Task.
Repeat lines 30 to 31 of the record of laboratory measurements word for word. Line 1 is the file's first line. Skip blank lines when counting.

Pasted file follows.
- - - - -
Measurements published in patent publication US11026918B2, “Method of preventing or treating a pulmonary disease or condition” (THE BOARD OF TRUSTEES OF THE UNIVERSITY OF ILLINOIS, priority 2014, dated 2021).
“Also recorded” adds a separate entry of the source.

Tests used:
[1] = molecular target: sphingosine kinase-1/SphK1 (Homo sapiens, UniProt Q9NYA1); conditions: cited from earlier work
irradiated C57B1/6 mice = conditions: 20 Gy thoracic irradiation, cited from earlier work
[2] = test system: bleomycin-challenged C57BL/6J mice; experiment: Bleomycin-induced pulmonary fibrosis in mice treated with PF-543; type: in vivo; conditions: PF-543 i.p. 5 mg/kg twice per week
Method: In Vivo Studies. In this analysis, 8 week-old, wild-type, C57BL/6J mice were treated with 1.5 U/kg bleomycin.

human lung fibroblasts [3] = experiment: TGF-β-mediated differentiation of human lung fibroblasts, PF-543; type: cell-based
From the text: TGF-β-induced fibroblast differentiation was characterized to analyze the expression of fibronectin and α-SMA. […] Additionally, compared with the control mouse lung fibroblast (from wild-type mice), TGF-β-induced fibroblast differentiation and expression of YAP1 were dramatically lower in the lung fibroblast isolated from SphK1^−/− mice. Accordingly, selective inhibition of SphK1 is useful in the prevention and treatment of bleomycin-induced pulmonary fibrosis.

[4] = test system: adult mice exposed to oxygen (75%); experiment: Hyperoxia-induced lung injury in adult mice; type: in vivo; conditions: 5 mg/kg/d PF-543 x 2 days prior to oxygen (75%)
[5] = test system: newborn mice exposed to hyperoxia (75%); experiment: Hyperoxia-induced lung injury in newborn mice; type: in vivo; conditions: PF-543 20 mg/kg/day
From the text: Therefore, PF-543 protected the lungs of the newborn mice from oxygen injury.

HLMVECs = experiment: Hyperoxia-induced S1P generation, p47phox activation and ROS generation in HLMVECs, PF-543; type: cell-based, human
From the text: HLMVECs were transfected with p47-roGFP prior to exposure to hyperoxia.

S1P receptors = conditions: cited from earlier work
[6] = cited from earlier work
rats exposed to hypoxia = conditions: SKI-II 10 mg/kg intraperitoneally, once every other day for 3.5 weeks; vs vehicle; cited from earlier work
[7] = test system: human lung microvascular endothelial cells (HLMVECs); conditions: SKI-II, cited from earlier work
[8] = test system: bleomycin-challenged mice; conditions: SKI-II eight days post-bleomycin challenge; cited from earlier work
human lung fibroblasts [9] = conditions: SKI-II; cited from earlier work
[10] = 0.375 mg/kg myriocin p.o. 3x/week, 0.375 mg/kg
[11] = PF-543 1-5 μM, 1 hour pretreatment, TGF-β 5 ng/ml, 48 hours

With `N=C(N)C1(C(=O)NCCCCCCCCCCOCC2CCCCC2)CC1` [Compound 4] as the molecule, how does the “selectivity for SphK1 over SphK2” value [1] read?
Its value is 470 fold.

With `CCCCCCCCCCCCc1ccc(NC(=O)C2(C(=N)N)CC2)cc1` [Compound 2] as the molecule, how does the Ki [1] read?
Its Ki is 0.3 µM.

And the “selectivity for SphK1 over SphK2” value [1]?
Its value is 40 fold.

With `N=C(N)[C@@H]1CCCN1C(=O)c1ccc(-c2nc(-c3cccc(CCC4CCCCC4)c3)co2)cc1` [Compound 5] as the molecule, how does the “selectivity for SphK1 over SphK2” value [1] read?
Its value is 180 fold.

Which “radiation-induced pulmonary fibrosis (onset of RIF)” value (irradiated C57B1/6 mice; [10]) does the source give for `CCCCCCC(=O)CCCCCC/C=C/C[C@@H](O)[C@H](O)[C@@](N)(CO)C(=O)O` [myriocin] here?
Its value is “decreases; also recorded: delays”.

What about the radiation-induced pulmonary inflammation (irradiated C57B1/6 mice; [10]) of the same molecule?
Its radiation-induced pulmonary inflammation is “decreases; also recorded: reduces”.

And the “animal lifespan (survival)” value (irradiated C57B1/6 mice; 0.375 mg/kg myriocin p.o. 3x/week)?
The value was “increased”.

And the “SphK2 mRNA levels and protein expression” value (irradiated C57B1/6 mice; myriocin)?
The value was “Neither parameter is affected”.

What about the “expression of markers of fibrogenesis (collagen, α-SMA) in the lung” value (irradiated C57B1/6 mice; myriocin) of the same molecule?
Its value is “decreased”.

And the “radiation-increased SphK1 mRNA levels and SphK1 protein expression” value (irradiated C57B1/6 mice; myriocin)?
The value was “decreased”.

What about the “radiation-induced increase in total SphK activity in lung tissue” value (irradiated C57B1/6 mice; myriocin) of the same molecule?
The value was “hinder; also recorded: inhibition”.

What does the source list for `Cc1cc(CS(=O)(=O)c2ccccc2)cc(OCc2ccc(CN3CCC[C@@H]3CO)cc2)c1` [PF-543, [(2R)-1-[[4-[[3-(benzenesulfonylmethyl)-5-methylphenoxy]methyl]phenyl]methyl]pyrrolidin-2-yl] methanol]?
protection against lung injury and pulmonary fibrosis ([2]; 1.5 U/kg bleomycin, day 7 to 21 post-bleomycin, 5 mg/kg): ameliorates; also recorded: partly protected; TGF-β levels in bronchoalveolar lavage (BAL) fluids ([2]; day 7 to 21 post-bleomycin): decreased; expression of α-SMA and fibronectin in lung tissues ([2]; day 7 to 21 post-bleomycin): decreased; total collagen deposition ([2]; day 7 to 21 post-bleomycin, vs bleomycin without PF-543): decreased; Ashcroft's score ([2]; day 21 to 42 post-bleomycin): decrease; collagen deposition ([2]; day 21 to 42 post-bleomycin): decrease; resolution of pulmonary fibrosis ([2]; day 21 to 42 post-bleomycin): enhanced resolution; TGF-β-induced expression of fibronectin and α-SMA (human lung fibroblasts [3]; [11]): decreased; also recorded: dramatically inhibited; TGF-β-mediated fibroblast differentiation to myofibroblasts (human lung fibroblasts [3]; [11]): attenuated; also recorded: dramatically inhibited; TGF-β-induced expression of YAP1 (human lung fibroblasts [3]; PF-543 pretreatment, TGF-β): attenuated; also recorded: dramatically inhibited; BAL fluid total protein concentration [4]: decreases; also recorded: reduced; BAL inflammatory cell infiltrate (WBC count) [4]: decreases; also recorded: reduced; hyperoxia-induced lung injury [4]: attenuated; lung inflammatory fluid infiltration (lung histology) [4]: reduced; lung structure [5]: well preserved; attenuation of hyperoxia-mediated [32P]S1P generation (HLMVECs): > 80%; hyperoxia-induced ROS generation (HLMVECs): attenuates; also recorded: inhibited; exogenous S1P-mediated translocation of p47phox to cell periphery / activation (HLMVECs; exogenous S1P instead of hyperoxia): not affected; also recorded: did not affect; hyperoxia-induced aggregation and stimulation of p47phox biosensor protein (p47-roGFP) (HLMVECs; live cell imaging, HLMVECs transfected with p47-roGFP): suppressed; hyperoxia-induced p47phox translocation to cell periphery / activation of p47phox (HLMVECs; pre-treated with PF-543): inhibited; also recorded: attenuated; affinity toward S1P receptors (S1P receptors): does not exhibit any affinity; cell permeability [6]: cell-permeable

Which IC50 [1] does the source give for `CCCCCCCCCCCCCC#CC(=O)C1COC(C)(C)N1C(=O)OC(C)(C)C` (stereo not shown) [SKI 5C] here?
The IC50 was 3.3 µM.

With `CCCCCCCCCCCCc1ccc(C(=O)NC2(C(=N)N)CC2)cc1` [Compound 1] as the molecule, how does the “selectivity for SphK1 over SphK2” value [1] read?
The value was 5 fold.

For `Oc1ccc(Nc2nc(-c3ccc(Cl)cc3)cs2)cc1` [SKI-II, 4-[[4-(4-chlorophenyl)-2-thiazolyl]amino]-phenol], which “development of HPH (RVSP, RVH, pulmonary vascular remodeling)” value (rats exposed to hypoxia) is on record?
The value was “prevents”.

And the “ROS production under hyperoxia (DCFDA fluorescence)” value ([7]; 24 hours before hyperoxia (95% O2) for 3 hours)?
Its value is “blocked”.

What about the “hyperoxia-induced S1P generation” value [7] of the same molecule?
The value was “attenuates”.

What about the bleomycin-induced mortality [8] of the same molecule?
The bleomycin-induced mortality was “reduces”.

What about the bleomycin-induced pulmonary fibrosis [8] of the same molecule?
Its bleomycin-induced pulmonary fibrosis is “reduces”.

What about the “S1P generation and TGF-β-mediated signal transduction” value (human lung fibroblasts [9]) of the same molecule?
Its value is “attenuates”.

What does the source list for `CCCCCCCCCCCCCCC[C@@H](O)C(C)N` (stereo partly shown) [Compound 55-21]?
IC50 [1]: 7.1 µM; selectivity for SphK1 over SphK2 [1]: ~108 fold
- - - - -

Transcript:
Its value is 180 fold.

Which “radiation-induced pulmonary fibrosis (onset of RIF)” value (irradiated C57B1/6 mice; [10]) does the source give for `CCCCCCC(=O)CCCCCC/C=C/C[C@@H](O)[C@H](O)[C@@](N)(CO)C(=O)O` [myriocin] here?